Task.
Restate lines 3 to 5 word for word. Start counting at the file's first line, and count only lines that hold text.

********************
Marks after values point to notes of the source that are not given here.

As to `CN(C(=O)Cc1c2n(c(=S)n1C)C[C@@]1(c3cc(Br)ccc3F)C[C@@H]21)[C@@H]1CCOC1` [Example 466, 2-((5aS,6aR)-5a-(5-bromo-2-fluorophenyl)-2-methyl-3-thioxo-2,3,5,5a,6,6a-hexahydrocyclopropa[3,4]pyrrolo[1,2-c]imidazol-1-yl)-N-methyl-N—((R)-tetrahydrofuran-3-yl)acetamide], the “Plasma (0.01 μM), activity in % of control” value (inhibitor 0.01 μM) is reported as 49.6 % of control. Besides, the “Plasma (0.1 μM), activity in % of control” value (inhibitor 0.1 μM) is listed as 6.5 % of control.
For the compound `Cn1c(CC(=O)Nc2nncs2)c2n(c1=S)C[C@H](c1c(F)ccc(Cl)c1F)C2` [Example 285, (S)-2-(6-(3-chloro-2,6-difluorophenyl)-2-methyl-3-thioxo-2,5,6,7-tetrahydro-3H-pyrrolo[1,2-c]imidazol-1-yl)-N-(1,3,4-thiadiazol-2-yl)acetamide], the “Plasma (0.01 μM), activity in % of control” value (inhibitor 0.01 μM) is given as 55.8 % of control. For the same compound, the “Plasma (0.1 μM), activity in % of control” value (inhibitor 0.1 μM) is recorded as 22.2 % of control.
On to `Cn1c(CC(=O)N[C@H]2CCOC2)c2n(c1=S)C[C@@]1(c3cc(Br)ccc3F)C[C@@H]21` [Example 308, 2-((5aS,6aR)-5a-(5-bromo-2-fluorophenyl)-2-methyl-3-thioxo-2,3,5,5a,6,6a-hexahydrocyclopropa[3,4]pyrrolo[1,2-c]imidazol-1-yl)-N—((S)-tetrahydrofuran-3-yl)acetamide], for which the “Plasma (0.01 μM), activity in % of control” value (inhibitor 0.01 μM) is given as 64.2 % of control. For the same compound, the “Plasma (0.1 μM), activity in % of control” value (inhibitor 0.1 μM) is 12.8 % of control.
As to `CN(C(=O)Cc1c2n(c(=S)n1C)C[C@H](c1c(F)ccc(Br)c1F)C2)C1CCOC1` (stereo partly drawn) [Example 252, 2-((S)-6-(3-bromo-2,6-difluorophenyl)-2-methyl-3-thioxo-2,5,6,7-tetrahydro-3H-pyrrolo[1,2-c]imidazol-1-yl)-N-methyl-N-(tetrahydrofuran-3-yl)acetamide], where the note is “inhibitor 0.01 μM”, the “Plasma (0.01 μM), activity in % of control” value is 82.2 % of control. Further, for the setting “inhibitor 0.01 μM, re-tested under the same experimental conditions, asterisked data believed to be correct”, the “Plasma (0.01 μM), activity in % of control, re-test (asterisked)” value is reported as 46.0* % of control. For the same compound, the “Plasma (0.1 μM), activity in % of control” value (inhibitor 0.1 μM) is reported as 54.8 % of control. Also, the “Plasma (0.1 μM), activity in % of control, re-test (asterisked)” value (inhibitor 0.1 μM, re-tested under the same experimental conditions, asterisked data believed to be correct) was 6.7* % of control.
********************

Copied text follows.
For the compound `Cn1c(CC(=O)Nc2nncs2)c2n(c1=S)C[C@H](c1c(F)ccc(Cl)c1F)C2` [Example 285, (S)-2-(6-(3-chloro-2,6-difluorophenyl)-2-methyl-3-thioxo-2,5,6,7-tetrahydro-3H-pyrrolo[1,2-c]imidazol-1-yl)-N-(1,3,4-thiadiazol-2-yl)acetamide], the “Plasma (0.01 μM), activity in % of control” value (inhibitor 0.01 μM) is given as 55.8 % of control. For the same compound, the “Plasma (0.1 μM), activity in % of control” value (inhibitor 0.1 μM) is recorded as 22.2 % of control.
On to `Cn1c(CC(=O)N[C@H]2CCOC2)c2n(c1=S)C[C@@]1(c3cc(Br)ccc3F)C[C@@H]21` [Example 308, 2-((5aS,6aR)-5a-(5-bromo-2-fluorophenyl)-2-methyl-3-thioxo-2,3,5,5a,6,6a-hexahydrocyclopropa[3,4]pyrrolo[1,2-c]imidazol-1-yl)-N—((S)-tetrahydrofuran-3-yl)acetamide], for which the “Plasma (0.01 μM), activity in % of control” value (inhibitor 0.01 μM) is given as 64.2 % of control. For the same compound, the “Plasma (0.1 μM), activity in % of control” value (inhibitor 0.1 μM) is 12.8 % of control.
As to `CN(C(=O)Cc1c2n(c(=S)n1C)C[C@H](c1c(F)ccc(Br)c1F)C2)C1CCOC1` (stereo partly drawn) [Example 252, 2-((S)-6-(3-bromo-2,6-difluorophenyl)-2-methyl-3-thioxo-2,5,6,7-tetrahydro-3H-pyrrolo[1,2-c]imidazol-1-yl)-N-methyl-N-(tetrahydrofuran-3-yl)acetamide], where the note is “inhibitor 0.01 μM”, the “Plasma (0.01 μM), activity in % of control” value is 82.2 % of control. Further, for the setting “inhibitor 0.01 μM, re-tested under the same experimental conditions, asterisked data believed to be correct”, the “Plasma (0.01 μM), activity in % of control, re-test (asterisked)” value is reported as 46.0* % of control. For the same compound, the “Plasma (0.1 μM), activity in % of control” value (inhibitor 0.1 μM) is reported as 54.8 % of control. Also, the “Plasma (0.1 μM), activity in % of control, re-test (asterisked)” value (inhibitor 0.1 μM, re-tested under the same experimental conditions, asterisked data believed to be correct) was 6.7* % of control.